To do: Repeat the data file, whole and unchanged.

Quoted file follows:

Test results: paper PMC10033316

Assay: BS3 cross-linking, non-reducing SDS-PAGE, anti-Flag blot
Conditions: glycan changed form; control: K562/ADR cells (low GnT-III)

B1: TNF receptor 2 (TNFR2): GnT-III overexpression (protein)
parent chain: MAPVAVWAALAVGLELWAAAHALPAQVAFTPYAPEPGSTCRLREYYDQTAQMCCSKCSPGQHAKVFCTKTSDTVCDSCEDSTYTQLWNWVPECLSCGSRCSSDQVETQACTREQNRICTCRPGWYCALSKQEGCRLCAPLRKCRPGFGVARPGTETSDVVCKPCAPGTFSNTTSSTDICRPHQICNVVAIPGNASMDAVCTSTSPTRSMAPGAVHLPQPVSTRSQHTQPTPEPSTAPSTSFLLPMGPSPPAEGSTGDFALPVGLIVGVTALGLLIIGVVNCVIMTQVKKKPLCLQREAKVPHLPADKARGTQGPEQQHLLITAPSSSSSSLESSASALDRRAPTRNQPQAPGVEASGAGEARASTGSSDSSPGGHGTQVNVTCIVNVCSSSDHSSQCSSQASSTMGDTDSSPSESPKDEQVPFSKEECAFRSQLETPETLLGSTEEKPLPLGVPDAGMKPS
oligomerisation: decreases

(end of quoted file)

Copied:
Test results: paper PMC10033316

Assay: BS3 cross-linking, non-reducing SDS-PAGE, anti-Flag blot
Conditions: glycan changed form; control: K562/ADR cells (low GnT-III)

B1: TNF receptor 2 (TNFR2): GnT-III overexpression (protein)
parent chain: MAPVAVWAALAVGLELWAAAHALPAQVAFTPYAPEPGSTCRLREYYDQTAQMCCSKCSPGQHAKVFCTKTSDTVCDSCEDSTYTQLWNWVPECLSCGSRCSSDQVETQACTREQNRICTCRPGWYCALSKQEGCRLCAPLRKCRPGFGVARPGTETSDVVCKPCAPGTFSNTTSSTDICRPHQICNVVAIPGNASMDAVCTSTSPTRSMAPGAVHLPQPVSTRSQHTQPTPEPSTAPSTSFLLPMGPSPPAEGSTGDFALPVGLIVGVTALGLLIIGVVNCVIMTQVKKKPLCLQREAKVPHLPADKARGTQGPEQQHLLITAPSSSSSSLESSASALDRRAPTRNQPQAPGVEASGAGEARASTGSSDSSPGGHGTQVNVTCIVNVCSSSDHSSQCSSQASSTMGDTDSSPSESPKDEQVPFSKEECAFRSQLETPETLLGSTEEKPLPLGVPDAGMKPS
oligomerisation: decreases